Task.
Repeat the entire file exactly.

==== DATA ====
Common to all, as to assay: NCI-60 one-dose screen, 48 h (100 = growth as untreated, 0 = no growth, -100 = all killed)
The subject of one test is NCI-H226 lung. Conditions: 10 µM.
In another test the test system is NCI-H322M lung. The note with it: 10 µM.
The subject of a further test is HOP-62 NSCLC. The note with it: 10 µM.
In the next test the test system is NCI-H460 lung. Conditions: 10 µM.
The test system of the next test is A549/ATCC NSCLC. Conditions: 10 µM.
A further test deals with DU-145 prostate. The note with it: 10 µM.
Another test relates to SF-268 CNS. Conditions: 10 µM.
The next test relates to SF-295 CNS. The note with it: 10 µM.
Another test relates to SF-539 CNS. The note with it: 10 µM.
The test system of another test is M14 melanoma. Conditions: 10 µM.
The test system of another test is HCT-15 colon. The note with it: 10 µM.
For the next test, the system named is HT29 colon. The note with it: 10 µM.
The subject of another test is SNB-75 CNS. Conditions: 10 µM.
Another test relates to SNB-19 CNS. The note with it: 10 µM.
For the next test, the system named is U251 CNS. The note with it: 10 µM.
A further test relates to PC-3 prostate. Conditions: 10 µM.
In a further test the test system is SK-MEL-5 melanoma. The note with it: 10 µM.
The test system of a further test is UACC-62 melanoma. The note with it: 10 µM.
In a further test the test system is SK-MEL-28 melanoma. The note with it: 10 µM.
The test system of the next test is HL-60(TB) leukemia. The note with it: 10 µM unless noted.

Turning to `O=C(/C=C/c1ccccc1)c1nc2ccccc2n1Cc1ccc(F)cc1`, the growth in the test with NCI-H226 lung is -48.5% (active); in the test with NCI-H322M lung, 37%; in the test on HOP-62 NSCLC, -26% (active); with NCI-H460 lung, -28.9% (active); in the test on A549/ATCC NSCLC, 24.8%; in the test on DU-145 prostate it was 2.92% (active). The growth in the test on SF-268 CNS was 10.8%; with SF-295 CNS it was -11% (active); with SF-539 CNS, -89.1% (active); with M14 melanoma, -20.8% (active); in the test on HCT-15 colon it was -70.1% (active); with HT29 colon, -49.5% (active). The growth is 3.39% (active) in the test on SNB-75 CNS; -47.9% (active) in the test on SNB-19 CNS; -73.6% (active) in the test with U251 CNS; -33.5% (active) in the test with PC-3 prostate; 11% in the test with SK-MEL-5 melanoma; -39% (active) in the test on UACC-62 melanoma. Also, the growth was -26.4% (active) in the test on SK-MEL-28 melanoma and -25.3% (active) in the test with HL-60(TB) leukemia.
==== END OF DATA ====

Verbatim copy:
Common to all, as to assay: NCI-60 one-dose screen, 48 h (100 = growth as untreated, 0 = no growth, -100 = all killed)
The subject of one test is NCI-H226 lung. Conditions: 10 µM.
In another test the test system is NCI-H322M lung. The note with it: 10 µM.
The subject of a further test is HOP-62 NSCLC. The note with it: 10 µM.
In the next test the test system is NCI-H460 lung. Conditions: 10 µM.
The test system of the next test is A549/ATCC NSCLC. Conditions: 10 µM.
A further test deals with DU-145 prostate. The note with it: 10 µM.
Another test relates to SF-268 CNS. Conditions: 10 µM.
The next test relates to SF-295 CNS. The note with it: 10 µM.
Another test relates to SF-539 CNS. The note with it: 10 µM.
The test system of another test is M14 melanoma. Conditions: 10 µM.
The test system of another test is HCT-15 colon. The note with it: 10 µM.
For the next test, the system named is HT29 colon. The note with it: 10 µM.
The subject of another test is SNB-75 CNS. Conditions: 10 µM.
Another test relates to SNB-19 CNS. The note with it: 10 µM.
For the next test, the system named is U251 CNS. The note with it: 10 µM.
A further test relates to PC-3 prostate. Conditions: 10 µM.
In a further test the test system is SK-MEL-5 melanoma. The note with it: 10 µM.
The test system of a further test is UACC-62 melanoma. The note with it: 10 µM.
In a further test the test system is SK-MEL-28 melanoma. The note with it: 10 µM.
The test system of the next test is HL-60(TB) leukemia. The note with it: 10 µM unless noted.

Turning to `O=C(/C=C/c1ccccc1)c1nc2ccccc2n1Cc1ccc(F)cc1`, the growth in the test with NCI-H226 lung is -48.5% (active); in the test with NCI-H322M lung, 37%; in the test on HOP-62 NSCLC, -26% (active); with NCI-H460 lung, -28.9% (active); in the test on A549/ATCC NSCLC, 24.8%; in the test on DU-145 prostate it was 2.92% (active). The growth in the test on SF-268 CNS was 10.8%; with SF-295 CNS it was -11% (active); with SF-539 CNS, -89.1% (active); with M14 melanoma, -20.8% (active); in the test on HCT-15 colon it was -70.1% (active); with HT29 colon, -49.5% (active). The growth is 3.39% (active) in the test on SNB-75 CNS; -47.9% (active) in the test on SNB-19 CNS; -73.6% (active) in the test with U251 CNS; -33.5% (active) in the test with PC-3 prostate; 11% in the test with SK-MEL-5 melanoma; -39% (active) in the test on UACC-62 melanoma. Also, the growth was -26.4% (active) in the test on SK-MEL-28 melanoma and -25.3% (active) in the test with HL-60(TB) leukemia.